Individuals’ religion

Individuality is a key notion for contemporary views of religion in today’s societies. The individual’s exertion of choice with regard to their religious options is at the core of notions of modernity. Correspondingly, individuality is also the background against which scholars understand ‘retraditionalization’, the propagation and appropriation of normative religions that might contain elements of‘invented traditions' (Hobsbawm 1983) but which are essentially in accordance with (and sometimes even draw on) established narratives of these religions’ pasts. Given the methodological focus of this book and its attempt at a self-critical historicization of our methodological and conceptual tools, I will start by historically locating the concept of‘privatization’.

Privatization of religion

By the 1960s, industrialization and the spread of the welfare state, socialism, and democratization, along with decolonization and the arms race, were seen as hallmarks of the current era and as processes that would also continue into the future. What was the place of religion in this mix? With the coming of the post-colonial era and post-colonial thinking - 1960 was a prodigal year for the African continent due to the sheer number of states founded - members of elites around the world saw religion as playing an important role in ensuring the continuity of collective identities and cultural pride. Hindu nationalists, for instance, founded the Vishva Hindu Parishad, a ‘world council of Hindus’, in 1964 (Jaffrelot 2007). Sociology, however, still adhered to the paradigm of secularization, developed in the formative period of the discipline, according to which modernization and rationalization would leave less and less space for the phenomena and functions of religion (critically reviewed by Joas 2012).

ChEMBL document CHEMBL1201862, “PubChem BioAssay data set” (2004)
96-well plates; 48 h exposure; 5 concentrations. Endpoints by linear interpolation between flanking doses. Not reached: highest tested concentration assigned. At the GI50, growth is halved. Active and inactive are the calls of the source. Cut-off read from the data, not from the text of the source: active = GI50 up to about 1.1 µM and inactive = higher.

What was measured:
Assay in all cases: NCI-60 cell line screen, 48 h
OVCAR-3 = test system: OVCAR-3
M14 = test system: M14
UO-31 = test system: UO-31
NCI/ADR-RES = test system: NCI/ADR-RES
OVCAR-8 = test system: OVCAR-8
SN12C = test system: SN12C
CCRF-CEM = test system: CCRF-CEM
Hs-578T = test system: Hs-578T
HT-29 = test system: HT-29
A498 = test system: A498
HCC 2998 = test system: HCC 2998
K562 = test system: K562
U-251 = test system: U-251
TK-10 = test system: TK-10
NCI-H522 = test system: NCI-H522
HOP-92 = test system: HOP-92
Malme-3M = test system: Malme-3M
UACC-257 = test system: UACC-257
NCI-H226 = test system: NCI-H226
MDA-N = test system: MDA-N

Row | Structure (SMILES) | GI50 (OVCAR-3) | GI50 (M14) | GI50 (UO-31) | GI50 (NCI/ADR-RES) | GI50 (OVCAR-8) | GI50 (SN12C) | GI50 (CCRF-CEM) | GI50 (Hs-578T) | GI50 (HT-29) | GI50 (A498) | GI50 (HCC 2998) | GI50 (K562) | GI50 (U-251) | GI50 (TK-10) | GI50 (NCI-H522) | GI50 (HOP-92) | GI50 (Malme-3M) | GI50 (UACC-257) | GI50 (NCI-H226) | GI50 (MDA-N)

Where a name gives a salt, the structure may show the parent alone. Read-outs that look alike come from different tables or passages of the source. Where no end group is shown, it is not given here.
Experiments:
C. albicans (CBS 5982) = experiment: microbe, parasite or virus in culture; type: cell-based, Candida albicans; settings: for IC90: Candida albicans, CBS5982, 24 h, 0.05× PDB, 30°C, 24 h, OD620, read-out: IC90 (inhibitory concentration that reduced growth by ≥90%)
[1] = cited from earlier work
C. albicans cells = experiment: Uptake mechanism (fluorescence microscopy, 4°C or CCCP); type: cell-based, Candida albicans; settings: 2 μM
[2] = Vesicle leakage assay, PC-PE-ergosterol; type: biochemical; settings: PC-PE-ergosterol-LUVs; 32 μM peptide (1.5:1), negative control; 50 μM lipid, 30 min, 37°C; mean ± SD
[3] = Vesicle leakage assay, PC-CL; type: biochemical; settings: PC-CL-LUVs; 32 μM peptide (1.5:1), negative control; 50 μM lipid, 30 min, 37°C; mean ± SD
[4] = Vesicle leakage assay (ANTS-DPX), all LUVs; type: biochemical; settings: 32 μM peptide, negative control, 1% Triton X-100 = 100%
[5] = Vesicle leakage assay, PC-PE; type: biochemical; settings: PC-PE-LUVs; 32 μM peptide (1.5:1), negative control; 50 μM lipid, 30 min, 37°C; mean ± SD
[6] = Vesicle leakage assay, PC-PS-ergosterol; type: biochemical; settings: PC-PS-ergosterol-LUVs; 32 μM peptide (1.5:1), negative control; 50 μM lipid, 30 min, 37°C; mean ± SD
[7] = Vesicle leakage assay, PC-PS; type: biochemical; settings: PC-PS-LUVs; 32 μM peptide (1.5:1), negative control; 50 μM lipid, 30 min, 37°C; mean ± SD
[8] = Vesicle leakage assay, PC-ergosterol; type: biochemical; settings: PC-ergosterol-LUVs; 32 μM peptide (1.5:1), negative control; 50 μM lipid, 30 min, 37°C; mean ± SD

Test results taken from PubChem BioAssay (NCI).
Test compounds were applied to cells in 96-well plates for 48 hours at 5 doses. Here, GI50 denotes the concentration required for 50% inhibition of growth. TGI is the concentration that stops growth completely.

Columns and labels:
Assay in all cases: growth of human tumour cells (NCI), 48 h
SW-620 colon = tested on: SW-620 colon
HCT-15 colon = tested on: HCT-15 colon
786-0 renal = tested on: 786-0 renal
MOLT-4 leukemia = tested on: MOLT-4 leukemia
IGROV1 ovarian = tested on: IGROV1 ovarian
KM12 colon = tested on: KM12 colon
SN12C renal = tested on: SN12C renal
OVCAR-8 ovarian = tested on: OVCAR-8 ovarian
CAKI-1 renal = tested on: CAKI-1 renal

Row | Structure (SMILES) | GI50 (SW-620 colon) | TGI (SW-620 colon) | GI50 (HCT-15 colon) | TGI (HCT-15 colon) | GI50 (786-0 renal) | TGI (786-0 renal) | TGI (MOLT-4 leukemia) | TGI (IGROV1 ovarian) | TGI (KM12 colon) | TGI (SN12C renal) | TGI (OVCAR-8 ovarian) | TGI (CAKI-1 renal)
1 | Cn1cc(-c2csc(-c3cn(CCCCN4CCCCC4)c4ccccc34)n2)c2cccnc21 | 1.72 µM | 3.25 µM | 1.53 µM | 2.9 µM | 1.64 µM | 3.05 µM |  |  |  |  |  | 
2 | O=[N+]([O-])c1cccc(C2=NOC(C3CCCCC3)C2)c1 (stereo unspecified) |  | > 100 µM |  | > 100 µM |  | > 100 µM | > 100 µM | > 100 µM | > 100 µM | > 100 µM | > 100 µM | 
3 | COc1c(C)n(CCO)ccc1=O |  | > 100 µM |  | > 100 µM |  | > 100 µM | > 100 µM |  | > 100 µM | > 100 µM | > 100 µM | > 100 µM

Thomas Luckmann, born in Slovenia in 1927, pursued his initial studies in Vienna and began his teaching career in New York. But it was in Germany that he participated in empirical research and eventually, in 1965, made his academic home (in general, Schnettler 2006). His contributions are above all theoretical, but his experience of the very different roles, activities, and social bases of Christian churches in Europe and the USA were vital for his thinking

Individuals’ religion 25 and for his book on the problems of religion in modern society (hence the title of the original German edition published in 1963, Religion in moderner Gesellschaft). This work became famous in its English version as The Invisible Religion (Luckmann 1967) and was later republished in an enlarged German edition (Luckmann 1991).